Check out the 2014 edition.
There are a lot of digital rack mounted processors and even amps that come with a full compliment of effects (the Line 6 series for example).
It’s different than the traditional stompbox method, but to be honest, I think both are great.
Sometimes it’s nice to have a single pedal at your feet, other times it’s nice to have everything digitized in a multi-effects processor.
But in this instance, we’ll focus strictly on single-effect stompboxes.
When you’re Buying Stompboxes
Part of the benefit of buying single effects boxes is that you’re getting a highly customizable pedal that was designed with only that effect in mind.
It usually means you’ll get better quality sound.
So for example, paying $70 for a tremolo pedal means that tremolo sound will probably be better than the tremolo effect you’ll get if you pay $200 for a multi-effects board or a rack-mounted system that has 50 different effects.
All that to say, even if you’re into the multi-effects thing, you should still buy individual boxes.
Finding the Cheap Ones
When buying single pedals you’ll have the added benefit of affordability.
While you can spend as much as you want on a pedal, you don’t actually have to break the bank to get something decent.
To be clear, these pedals aren’t the best, but they enjoy a good reputation and an easy price tag.
So if you just have that pedal-buying-itch but don’t want to spend a ton of cash, this is a good spot to find a pedal that will satisfy.
Here’s the 2013 guide to finding the 10 best cheap guitar pedals.
1. Electro-Harmonix Nano Muff Overdrive: $30-$45
Electro-Harmonix pedals enjoy a good reputation, and while the Nano Muff isn’t the best money can buy, it’s a great distortion pedal for the price. It’s more of a traditional overdrive than a fuzz.
2. Boss DS1 Distortion Pedal: $40-$50
The Boss DS-1 has long been one of the most reliable and inexpensive distortion pedals around. If you’re just looking for a basic distortion and nothing fancy, this is what you should spend your money on.
3. Digitech Grunge Distortion Pedal: $40-$50
This pedal is old — really old, and analog, which isn’t necessarily a bad thing. It provides a scratchy, grinding distortion, perfect for early ’90s rock and Seattle grunge covers.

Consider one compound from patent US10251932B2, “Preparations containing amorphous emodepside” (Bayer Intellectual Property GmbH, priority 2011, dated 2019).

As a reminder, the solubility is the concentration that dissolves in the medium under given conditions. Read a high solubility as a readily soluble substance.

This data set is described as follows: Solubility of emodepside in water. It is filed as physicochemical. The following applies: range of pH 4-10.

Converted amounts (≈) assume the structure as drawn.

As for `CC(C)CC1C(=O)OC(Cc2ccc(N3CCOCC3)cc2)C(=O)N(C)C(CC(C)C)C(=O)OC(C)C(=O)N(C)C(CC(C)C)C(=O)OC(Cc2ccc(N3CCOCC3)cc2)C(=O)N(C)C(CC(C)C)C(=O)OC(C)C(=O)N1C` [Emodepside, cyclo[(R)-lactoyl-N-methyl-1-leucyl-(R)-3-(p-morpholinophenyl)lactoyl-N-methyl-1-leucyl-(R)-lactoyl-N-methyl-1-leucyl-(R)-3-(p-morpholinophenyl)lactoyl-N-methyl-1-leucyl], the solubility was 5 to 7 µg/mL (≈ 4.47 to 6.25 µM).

4. Electro Harmonix Nano Pocket Metal: $50-$60
This would be the Nano Muff Overdrive’s older brother, which gives you a heavier, metal-tone distortion for a few dollars more. It’s mostly a distinction between a more classical distortion and a saturated modern distortion.
The Drivetrain gets pretty good reviews in MusiciansFriend, and the sound customizing options here are straightforward to go along with a smooth vintage distortion.
The Neo Clone has a depth switch and rate knob, which makes customizing your sound pretty straightforward. Small and compact, this pedal delivers a surprisingly clean and shimmery chorus for what you pay.
7. Modtone MT-VOL Xcelerator Volume: $70
I’ve always been of the opinion that volume pedals are way overpriced, since they’re basically just glorified volume knobs. I guess you could also say that wah pedals are just glorified tone knobs. Oh well…people work hard to make them, so we’ve got to pay for them. This one is a great deal at $70 in most places.
The Line 6 pedals are well built and provide excellent effects sound quality. The Space Chorus is certainly no exception.
You’ll get some nice sound options in this pedal, including a “color” knob, a tap tempo option and a chorus-tri-vibe switch. In this price range, there probably isn’t much that’s going to beat it.
9. Dunlop Original Crybaby: $70
Who says that great things have to be crazy expensive? The original Dunlop Crybaby wah pedal is one of the oldest and most loved pedals in the history of electric guitar playing and it doesn’t cost much.
I suppose that getting into the $70 range might be pushing the definition of really cheap but Amazon often has it cheaper.
10. MXR Dyna Comp Compressor: $70
I’ve owned the Dyna Comp for years and it’s an excellent addition to any rig, especially for those who play live a lot. The pedal does compression as well as any (or better) and the output knob is nice when you need a boost for a solo or lead piece. You’ll be able to hear the compression, as plucking a string harder will still maintain a normal volume.
Getting the pedal new will cost around $70, but since they’ve been around for so long, Amazon has a lot of used and slightly used options for around $50 or $55.
Cheap brands to avoid…
If you’re going to cheap out on pedals, the ones I’ve listed above should be reliable choices. I will however say that there are some economy pedal brands that you should probably avoid.
Here’s a few that come to mind.
- The Cheap Behringer Lines
Some of these pedals can get as cheap as $20, or even less in some cases, but they’re not worth wasting your money. Cheap construction, marginal sound (at best) and no real redeeming value means you should stay away from these and avoid the lure of the low price tag.
$40 and higher is usually the threshold for quality.
Keep in mind that every pedal I listed here is going to be pretty widely available on the used market, so make sure to check out the following sites for a used version of each one — unless of course you just want a brand new pedal.
In fact, I’d recommend checking your used options on these sites, before you buy new, as you’ll usually be able to find what you need for 25-50 percent off the listing price.
Either way, best of luck on your quest for inexpensive guitar pedals. Thanks for reading.